We have fielded calls from numerous 18-wheeler accident victims who let their statute of limitations run out because they were victims of the insurance adjuster's stall tactics. These individuals felt betrayed after what felt like assurances from the adjuster that all was well. In the end, there was tragically nothing we could do for them.

Trick No. 3 - The "Similar Questions Technique"

Even if you are able to track down the adjuster working on your case, you could easily make a mistake that could destroy your case. That adjuster will, in all likelihood, ask a line of questions he or she has refined over the years, and this questioning can easily trick you. The main way an accident victim hurts his or her case is not by offering "too much information," or by being honest. Instead, it's when the adjuster phrases the question multiple different ways, the answers end up sounding different from one another. This can be exploited by the adjuster in an effort to make you seem dishonest.

Additionally, they can just ask misleading questions and take advantage of the way you answer. Here's a brief example of how this could be used against you when you talk to an insurance adjuster:







And that is where the insurance company has you - right there. You have basically admitted that you were partially to blame for your accident because you likely "brake-checked" the truck driver, even if you didn't do it. That slip-up could damage your case to the point that no attorney will be able to salvage it. Attorneys do not want their clients to speak with adjusters because they do not want to have to play damage control. Never, ever provide any sort of statement to an insurance company adjuster without your attorney being present. Otherwise, a skilled adjuster can get you to utter seemingly innocuous statements that can later be used against you.

The insurance company does not have to win it's case flat-out to consider it a success. If it can get away with paying you $20,000 less than it has to, then it will be happy. The less you say to an adjuster, the less of a chance you have of making a mistake that will help the insurer achieve its objective.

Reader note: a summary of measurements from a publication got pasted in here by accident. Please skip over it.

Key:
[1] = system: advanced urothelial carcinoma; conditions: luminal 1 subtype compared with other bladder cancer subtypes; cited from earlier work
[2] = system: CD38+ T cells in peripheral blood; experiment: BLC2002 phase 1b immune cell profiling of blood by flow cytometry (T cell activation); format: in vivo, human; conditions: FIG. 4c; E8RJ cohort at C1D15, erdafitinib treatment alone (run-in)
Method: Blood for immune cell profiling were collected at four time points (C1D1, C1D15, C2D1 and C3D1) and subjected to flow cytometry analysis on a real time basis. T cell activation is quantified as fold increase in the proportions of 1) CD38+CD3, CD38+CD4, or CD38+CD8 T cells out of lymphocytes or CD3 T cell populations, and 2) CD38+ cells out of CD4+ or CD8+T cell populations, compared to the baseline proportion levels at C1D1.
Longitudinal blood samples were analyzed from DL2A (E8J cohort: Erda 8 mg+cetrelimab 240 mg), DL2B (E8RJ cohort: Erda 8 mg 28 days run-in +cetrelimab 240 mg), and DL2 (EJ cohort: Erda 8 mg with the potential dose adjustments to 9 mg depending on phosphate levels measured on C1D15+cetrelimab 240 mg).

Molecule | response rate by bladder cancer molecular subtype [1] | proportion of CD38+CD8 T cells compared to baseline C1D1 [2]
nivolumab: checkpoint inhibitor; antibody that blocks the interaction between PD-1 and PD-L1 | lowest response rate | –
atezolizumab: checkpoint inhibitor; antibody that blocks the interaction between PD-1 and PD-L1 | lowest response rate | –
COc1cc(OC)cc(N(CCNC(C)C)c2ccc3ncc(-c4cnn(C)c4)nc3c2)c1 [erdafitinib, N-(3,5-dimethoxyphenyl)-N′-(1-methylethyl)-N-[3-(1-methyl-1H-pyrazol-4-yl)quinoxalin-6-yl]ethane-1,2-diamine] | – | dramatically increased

Trick No. 4 - Dictating the Terms of Your Negotiation

Adjusters often use the old ploy of making a lowball offer and putting a false deadline on it. This causes many people to panic and just take the money, even though they assume that it's not enough to cover their losses. Don't fall for tricks like this. So long as you're well within the statute of limitations, the adjuster cannot place any restrictions on you.

Your attorney will instead submit a list of damages demands to the defendant. Included on this list will be the amount of money for which you will settle, the time frame as to when the offer will be taken off of the table, and the consequences ("I have an attorney and I will sue you.") the defendant will face if your demands are not met. This puts you in the driver's seat because now the adjuster is threatened with credible legal action.

Trick No. 5 - Asking for Your Medical Bills

Insurance adjusters often ask you to submit your medical bills to them as you receive them. Do not comply with these requests, since this only serves to hurt your case. Medical bills are not admissible in court by default. The only way that a jury will ever hear about your medical bills is if you "prove them up" consistent with the Texas Rules of Civil Procedure. Without going through the proper procedures to make your medical bills count as evidence, they are little more than useless paper. As we have stated time and time again, the one of the leading factors of an adjuster giving you fair compensation is knowing your case and having an attorney in your corner who will stand by your side for the best possible outcome in your favor.

Trick No. 6 - the "I'm Your Buddy" Approach

A usual tactic that an insurance adjuster can perpetrate is convincing you that you do not need an attorney. Although you are not required to hire an attorney, it is within your right to hire one to protect your interests fully.The adjuster may try and act like your friend and say something like, "Don't worry about it. I'll take care of everything and give you what you deserve."

At Grossman Law Offices, we have litigated countless Texas truck accident cases over the past 25 years and helped our clients obtain fair compensation for their suffering. We know all the tricks that insurance adjusters try to use, and we are more than up to the task of defeating them. Please do not hesitate to call attorney Michael Grossman at (855) 326-0000 (toll free) for a confidential and free consultation if you or someone close to you has been injured in a trucking accident.